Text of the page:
"We are nonpartisan but we definitely want to encourage our community to get out the Native vote. So throughout our conference, we saw videos of our leaders encouraging us to use our right to vote as well as we had a panel discussion talking about the benefits of voting. And then also of course taking part in the census. We needed to make sure throughout our conference that these messages were delivered. We know that if our youth are able to encourage the adults in their lives to vote, we think those adults are more likely to follow through. So never underestimate the power of our youth."
Mary Annette Pember:
"Well, yes, Donald Trump, I wrote about his recent foray into Indian Country. They created something that they called the Native American coalition. Which is not to be confused with his committee members as part of his cabinet. But actually it's just going into Indian Country and trying to get more boats and more support. And his son, Donald Trump, Jr. recently had a rally in Williams, Arizona. And I wrote about that and of course the claims that were made. What was really especially controversial to me was the reaction that we got from readers. They were just opposed, I guess, to any coverage of Donald Trump, but of course he is running for president. So I feel that we do have some obligation to write about the man, but I was really surprised at the visceral negative reaction that we got to that article."
"Well, apparently he is opposed to changing Columbus day to Indigenous People's Day. In particular he made mention that he doesn't want to change it and wants to keep quote unquote celebrating Christopher Columbus’s accomplishments. And he said, I'm opposed to changing it to Indigenous People's Day. And people just booed from the crowd, like in support, that they didn't want to change it. So that was kind of interesting. To say it as carefully as I can, I think he's sending really mixed messages to Native Americans."
"We haven't seen that. Markwayne Mullin was the representative who actually was in Williams and he kind of introduced the rally. We haven't seen any kind of plan for how he would address it in Native issues. Unlike Biden who has released quite a detailed plan. So, no, we haven't seen a lot. We have seen just pretty much a listing of what he describes as his accomplishments and legislation that he has passed."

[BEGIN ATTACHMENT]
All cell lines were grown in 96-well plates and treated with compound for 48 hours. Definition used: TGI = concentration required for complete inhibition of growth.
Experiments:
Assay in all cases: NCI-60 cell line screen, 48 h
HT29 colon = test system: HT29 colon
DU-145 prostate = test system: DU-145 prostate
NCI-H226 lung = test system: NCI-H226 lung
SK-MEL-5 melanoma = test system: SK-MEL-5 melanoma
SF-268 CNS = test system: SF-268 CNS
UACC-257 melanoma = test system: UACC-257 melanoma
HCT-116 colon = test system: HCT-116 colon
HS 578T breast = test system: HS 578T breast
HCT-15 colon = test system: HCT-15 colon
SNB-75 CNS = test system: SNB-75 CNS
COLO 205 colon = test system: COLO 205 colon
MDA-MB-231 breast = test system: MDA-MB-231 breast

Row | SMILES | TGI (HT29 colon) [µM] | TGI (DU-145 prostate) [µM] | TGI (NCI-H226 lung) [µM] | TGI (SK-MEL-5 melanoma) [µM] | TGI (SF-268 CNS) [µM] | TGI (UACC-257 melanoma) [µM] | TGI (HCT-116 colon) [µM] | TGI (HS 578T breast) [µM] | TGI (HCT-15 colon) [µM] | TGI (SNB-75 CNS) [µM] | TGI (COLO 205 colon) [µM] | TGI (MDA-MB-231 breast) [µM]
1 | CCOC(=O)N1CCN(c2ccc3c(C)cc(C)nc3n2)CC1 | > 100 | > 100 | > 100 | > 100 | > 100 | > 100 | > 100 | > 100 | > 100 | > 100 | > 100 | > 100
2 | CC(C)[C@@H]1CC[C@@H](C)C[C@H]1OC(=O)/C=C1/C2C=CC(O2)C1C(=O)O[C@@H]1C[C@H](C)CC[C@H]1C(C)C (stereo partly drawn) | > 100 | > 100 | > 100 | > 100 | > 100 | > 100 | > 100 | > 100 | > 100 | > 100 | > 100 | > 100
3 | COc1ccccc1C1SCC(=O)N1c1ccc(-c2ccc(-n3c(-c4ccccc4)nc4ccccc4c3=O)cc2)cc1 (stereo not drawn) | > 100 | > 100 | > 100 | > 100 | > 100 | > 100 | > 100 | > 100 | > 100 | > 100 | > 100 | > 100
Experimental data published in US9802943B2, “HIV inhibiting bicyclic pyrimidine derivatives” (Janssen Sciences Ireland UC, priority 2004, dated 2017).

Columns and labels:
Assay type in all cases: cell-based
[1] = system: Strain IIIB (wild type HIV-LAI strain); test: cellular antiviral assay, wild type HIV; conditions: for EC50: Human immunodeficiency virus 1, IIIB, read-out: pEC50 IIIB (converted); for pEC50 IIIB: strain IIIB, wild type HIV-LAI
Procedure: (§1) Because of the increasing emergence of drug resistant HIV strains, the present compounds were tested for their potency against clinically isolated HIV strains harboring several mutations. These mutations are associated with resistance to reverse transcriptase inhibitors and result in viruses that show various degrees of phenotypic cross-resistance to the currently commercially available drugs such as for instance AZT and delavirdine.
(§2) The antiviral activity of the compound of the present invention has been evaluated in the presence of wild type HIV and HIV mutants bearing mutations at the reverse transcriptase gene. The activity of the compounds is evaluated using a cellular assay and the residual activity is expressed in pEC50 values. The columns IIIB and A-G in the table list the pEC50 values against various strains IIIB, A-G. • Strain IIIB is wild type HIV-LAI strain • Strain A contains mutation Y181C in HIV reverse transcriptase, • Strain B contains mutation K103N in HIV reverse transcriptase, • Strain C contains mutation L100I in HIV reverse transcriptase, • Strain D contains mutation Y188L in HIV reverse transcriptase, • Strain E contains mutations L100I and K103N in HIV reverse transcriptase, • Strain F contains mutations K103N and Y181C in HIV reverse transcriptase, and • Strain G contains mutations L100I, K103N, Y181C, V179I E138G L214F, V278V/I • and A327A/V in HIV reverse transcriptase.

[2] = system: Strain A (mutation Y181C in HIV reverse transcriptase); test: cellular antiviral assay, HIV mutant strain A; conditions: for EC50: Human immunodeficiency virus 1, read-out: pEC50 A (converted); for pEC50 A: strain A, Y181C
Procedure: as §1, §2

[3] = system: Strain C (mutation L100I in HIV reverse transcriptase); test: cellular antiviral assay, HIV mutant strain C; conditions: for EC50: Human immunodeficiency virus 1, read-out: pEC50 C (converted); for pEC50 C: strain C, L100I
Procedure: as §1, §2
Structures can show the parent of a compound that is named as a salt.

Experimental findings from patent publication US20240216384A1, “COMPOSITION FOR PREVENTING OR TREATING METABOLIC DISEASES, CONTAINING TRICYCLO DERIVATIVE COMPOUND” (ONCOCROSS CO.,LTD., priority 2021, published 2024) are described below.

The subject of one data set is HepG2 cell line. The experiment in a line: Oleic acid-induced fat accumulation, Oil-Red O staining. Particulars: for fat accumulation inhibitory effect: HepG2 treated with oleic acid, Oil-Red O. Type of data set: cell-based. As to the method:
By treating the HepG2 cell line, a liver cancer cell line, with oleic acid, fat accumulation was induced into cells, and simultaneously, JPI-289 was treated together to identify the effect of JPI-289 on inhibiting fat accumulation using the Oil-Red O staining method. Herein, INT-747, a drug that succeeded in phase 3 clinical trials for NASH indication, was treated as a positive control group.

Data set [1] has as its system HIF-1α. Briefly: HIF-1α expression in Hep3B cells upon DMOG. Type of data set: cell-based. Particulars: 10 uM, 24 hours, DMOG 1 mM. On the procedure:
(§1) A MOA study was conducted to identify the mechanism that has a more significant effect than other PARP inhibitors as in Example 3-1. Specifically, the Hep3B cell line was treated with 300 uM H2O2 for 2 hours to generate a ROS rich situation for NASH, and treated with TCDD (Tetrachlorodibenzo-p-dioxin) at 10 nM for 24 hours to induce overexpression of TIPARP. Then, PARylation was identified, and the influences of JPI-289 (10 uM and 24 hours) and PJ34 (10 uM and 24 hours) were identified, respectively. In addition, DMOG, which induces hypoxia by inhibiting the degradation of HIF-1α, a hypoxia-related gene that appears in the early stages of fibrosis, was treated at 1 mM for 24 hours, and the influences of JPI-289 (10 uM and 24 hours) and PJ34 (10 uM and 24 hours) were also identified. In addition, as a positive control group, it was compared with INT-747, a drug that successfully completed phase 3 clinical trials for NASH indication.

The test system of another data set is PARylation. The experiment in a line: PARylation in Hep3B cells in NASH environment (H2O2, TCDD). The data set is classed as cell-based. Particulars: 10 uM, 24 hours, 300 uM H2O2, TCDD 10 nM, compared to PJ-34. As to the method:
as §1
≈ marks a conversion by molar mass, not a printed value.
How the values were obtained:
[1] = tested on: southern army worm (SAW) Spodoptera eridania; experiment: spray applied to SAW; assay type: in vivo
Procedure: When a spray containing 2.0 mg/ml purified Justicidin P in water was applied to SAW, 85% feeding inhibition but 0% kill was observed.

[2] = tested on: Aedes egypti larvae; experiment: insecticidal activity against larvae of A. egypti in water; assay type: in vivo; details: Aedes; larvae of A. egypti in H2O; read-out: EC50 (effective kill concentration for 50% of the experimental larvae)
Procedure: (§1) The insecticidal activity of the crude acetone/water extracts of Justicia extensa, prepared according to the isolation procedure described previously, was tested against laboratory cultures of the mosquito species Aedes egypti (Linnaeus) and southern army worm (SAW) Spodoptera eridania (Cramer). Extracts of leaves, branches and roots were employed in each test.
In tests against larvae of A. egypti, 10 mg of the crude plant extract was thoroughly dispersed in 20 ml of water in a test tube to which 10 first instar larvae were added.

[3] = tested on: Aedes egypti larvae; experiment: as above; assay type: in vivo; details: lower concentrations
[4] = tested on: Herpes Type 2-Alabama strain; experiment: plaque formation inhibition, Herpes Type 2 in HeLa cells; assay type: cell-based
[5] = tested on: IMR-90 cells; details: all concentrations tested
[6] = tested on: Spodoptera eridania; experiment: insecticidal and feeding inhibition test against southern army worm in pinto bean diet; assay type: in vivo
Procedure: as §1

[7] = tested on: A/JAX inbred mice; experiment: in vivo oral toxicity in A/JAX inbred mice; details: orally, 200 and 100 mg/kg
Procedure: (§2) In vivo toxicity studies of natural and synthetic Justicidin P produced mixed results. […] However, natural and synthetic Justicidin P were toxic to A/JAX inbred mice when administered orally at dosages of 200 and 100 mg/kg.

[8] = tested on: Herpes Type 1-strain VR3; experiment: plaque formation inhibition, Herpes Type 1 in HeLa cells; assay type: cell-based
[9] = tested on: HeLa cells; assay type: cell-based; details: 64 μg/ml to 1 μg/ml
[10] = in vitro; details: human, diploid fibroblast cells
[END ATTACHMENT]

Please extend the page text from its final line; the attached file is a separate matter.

"Yes, people were afraid to speak to me. They didn't want to go on the record. They said that they thought their family or friends would give them grief. I did have one young woman who spoke to me and then she thought better of it. She was concerned and so she asked to have her name taken off. Native people pretty much, from the data that we can find, there isn't a lot of data about this, but you know, certainly more, I think we can safely say more than 50% of Native people would vote Democratic and would probably identify themselves as Democrats. I've seen a couple of studies. One suggested that perhaps 19% of Native people vote Republican. And then another study even said it was far lower, more like 9%. I think we can pretty safely say that Indian Country is a Democratic block. So people's reaction, and it's a pretty visceral reaction to, I guess, what Donald Trump has done and to his policies. People did react really, really strongly. It often surprises me, the kinds of reactions that I get from articles that I write. Sometimes, I'll think, oh wow, people are really going to react strongly and then I'll get nothing. And then sometimes, you know I'll just do something in the course of the work and people will just, it will go viral. And this is one of those cases. It just went viral."
Patty Talahongva, Hopi, is executive producer of Indian Country Today. She is also the anchor of the weekday newscast. Follow her on Twitter: @WiteSpider.
Also on today's show
Mary Annette Pember, citizen of the Red Cliff Ojibwe tribe, is national correspondent for Indian Country Today. On Twitter: @mapember. Based in Cincinnati, Ohio. Pember loves film, books and jingle dress dancing.